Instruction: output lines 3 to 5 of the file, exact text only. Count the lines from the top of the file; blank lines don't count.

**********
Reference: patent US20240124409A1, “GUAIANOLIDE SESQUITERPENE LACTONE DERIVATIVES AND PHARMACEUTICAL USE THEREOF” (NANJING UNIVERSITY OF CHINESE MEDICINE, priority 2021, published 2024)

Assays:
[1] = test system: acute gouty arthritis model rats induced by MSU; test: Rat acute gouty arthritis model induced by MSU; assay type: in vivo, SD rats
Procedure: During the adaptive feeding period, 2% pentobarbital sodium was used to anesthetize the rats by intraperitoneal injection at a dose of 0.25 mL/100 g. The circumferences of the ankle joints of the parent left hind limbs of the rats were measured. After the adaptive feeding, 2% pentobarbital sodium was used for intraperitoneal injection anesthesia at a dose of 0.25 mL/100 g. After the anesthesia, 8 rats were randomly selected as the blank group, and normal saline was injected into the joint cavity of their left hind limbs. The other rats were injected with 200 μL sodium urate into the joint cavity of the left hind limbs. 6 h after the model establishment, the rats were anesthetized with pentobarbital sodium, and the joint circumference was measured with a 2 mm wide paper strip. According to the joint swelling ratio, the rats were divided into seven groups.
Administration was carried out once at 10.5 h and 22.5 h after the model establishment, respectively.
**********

[1] = test system: acute gouty arthritis model rats induced by MSU; test: Rat acute gouty arthritis model induced by MSU; assay type: in vivo, SD rats
Procedure: During the adaptive feeding period, 2% pentobarbital sodium was used to anesthetize the rats by intraperitoneal injection at a dose of 0.25 mL/100 g. The circumferences of the ankle joints of the parent left hind limbs of the rats were measured. After the adaptive feeding, 2% pentobarbital sodium was used for intraperitoneal injection anesthesia at a dose of 0.25 mL/100 g. After the anesthesia, 8 rats were randomly selected as the blank group, and normal saline was injected into the joint cavity of their left hind limbs. The other rats were injected with 200 μL sodium urate into the joint cavity of the left hind limbs. 6 h after the model establishment, the rats were anesthetized with pentobarbital sodium, and the joint circumference was measured with a 2 mm wide paper strip. According to the joint swelling ratio, the rats were divided into seven groups.
Administration was carried out once at 10.5 h and 22.5 h after the model establishment, respectively.